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Keeping the background when painting a JPanel

Posted on 1999-01-13
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Last Modified: 2012-06-27
I've derived a class from JPanel, and I want to draw in it and keep its background black, not gray. Calling

setBackground(Color.black);

in the constructor works fine if I don't override paint(). But if I do override paint(), the background color disappears and I can't figure out how to just keep it around and draw over it. Short of simply drawing a big rectangle over the whole panel, what should I be doing to keep the background color?
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Question by:HoJu
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heyhey_ earned 20 total points
Comment Utility
ere are three standard paint 'subroutines' in a Swing architecture.
     paintComponent(g);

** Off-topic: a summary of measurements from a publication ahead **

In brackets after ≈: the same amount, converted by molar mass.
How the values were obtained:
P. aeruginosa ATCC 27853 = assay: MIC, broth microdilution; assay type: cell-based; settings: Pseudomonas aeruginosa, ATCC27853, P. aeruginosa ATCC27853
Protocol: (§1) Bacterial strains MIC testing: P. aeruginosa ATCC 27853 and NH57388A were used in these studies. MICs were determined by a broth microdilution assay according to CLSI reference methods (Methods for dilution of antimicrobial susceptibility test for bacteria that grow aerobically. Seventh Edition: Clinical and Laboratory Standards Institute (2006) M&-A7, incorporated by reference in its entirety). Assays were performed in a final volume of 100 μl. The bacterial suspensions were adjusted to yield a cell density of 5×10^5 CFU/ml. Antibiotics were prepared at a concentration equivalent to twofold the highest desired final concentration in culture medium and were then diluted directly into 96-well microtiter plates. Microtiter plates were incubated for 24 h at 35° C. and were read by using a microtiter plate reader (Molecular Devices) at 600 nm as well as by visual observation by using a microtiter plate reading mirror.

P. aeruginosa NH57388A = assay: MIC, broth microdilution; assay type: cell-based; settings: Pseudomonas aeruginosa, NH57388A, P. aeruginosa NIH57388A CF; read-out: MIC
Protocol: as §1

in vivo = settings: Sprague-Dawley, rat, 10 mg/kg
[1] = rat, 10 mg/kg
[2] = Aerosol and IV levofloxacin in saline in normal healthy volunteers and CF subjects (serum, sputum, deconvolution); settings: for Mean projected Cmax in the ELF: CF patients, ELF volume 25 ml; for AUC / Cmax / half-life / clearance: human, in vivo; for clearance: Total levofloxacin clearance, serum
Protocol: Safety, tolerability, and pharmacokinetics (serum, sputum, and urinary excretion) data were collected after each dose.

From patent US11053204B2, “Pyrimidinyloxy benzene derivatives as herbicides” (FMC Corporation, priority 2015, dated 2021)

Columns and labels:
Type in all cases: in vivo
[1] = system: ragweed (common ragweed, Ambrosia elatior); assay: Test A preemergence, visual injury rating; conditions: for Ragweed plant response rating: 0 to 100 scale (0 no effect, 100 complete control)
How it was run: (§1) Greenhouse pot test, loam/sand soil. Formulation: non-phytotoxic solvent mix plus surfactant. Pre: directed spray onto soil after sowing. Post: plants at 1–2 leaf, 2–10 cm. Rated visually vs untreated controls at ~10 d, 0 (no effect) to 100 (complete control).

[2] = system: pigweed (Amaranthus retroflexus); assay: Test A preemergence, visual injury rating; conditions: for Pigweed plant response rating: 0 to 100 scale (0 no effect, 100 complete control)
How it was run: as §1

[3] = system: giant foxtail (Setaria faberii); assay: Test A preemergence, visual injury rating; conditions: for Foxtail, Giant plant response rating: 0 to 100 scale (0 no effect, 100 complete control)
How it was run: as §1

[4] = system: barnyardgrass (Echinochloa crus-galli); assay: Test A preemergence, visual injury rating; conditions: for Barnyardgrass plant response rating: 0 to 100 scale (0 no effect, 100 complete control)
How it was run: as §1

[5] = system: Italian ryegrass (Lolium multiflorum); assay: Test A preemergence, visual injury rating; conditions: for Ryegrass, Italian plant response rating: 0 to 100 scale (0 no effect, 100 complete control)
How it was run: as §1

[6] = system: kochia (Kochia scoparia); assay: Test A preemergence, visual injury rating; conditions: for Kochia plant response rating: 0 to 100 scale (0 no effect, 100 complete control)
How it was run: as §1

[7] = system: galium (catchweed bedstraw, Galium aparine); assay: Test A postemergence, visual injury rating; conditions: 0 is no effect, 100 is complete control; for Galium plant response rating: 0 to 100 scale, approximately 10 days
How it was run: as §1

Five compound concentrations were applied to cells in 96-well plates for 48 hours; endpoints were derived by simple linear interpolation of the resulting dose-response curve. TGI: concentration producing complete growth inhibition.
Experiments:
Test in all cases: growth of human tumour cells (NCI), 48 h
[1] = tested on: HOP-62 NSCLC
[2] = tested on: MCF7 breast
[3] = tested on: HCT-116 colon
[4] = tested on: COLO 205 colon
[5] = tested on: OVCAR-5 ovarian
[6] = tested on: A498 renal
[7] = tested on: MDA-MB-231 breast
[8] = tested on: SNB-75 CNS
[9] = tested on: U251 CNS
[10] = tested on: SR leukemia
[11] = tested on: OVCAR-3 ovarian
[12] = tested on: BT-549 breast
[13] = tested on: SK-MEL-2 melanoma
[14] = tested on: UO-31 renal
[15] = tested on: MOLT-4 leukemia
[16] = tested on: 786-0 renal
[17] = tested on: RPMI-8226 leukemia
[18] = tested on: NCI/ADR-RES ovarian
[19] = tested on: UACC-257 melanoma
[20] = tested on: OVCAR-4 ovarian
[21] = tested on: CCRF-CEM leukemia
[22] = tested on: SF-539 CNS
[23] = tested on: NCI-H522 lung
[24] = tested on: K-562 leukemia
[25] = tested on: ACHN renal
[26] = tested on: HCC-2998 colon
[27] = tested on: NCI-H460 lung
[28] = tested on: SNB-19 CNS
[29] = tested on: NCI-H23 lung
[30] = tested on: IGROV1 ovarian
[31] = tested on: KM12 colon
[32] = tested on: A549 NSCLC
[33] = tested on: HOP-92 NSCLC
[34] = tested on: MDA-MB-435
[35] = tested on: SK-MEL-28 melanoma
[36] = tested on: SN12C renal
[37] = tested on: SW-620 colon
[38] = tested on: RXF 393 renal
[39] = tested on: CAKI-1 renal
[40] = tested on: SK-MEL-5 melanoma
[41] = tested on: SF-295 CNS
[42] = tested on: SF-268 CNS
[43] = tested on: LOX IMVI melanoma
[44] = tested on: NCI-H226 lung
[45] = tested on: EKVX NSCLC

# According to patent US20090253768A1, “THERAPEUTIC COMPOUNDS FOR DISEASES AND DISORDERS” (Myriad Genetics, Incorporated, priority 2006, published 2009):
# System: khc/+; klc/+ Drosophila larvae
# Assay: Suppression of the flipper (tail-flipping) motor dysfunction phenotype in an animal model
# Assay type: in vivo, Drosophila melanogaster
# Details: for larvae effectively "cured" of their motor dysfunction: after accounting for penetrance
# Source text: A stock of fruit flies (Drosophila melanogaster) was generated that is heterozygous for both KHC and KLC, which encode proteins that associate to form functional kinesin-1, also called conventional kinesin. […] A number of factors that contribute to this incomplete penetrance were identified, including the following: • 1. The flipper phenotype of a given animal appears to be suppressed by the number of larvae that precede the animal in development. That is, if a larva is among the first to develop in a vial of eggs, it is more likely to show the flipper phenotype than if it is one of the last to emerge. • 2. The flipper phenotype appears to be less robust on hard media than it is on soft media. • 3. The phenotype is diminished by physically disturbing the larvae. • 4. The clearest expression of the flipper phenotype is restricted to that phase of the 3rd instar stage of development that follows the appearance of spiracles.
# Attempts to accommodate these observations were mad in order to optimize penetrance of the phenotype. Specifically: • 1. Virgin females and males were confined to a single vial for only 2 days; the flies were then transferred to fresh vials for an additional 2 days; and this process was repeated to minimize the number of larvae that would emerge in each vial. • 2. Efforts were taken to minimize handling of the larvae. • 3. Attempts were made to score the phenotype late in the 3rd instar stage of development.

paintBorder(g);
     paintChildren(g);

     and here is the paintComponent method of the JPanel

     /**
      * Overriden from JComponent, paint the backgroud if the component is opaque.
      * The color used is the one returned by getBackground()
      * Override this method if you want to change how the JPanel paints its background.
      *
      * @param g the Graphics context in which the painting occurs
      */
     public void paintComponent(Graphics g) {
         if(isOpaque()) {
             g.setColor(getBackground());
             g.fillRect(0,0,getWidth(),getHeight());
         }
     }

     as you can see you'll have eighter
     - call super.paint(); // enables double buffering
     - call paintComponent();
     - fill the ractengle yourslef.

     hope this helps
       heyhey
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by:heyhey_
Comment Utility
There is a very nice article at Swing connection (javasoft) about painting in AWT and Swing.

take a look at it.
the best answer to your question is:
you should never override paint() in Swing components - you should override paintComponent().


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